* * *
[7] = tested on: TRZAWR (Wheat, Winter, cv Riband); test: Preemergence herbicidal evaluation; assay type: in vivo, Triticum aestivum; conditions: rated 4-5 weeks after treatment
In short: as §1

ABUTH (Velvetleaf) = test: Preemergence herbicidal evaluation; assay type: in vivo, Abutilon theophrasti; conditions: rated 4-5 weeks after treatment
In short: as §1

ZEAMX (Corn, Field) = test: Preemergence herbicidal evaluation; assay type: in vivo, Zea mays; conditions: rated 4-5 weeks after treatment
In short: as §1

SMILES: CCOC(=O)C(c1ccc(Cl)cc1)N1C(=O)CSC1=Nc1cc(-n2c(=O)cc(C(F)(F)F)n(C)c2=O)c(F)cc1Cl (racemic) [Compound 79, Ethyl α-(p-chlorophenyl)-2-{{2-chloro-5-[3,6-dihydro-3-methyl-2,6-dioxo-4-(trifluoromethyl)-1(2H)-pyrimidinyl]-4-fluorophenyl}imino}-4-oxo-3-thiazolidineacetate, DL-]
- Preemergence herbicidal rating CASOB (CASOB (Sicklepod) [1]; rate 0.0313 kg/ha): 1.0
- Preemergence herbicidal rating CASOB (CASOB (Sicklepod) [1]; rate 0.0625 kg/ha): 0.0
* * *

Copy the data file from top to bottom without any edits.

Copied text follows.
[7] = tested on: TRZAWR (Wheat, Winter, cv Riband); test: Preemergence herbicidal evaluation; assay type: in vivo, Triticum aestivum; conditions: rated 4-5 weeks after treatment
In short: as §1

ABUTH (Velvetleaf) = test: Preemergence herbicidal evaluation; assay type: in vivo, Abutilon theophrasti; conditions: rated 4-5 weeks after treatment
In short: as §1

ZEAMX (Corn, Field) = test: Preemergence herbicidal evaluation; assay type: in vivo, Zea mays; conditions: rated 4-5 weeks after treatment
In short: as §1

SMILES: CCOC(=O)C(c1ccc(Cl)cc1)N1C(=O)CSC1=Nc1cc(-n2c(=O)cc(C(F)(F)F)n(C)c2=O)c(F)cc1Cl (racemic) [Compound 79, Ethyl α-(p-chlorophenyl)-2-{{2-chloro-5-[3,6-dihydro-3-methyl-2,6-dioxo-4-(trifluoromethyl)-1(2H)-pyrimidinyl]-4-fluorophenyl}imino}-4-oxo-3-thiazolidineacetate, DL-]
- Preemergence herbicidal rating CASOB (CASOB (Sicklepod) [1]; rate 0.0313 kg/ha): 1.0
- Preemergence herbicidal rating CASOB (CASOB (Sicklepod) [1]; rate 0.0625 kg/ha): 0.0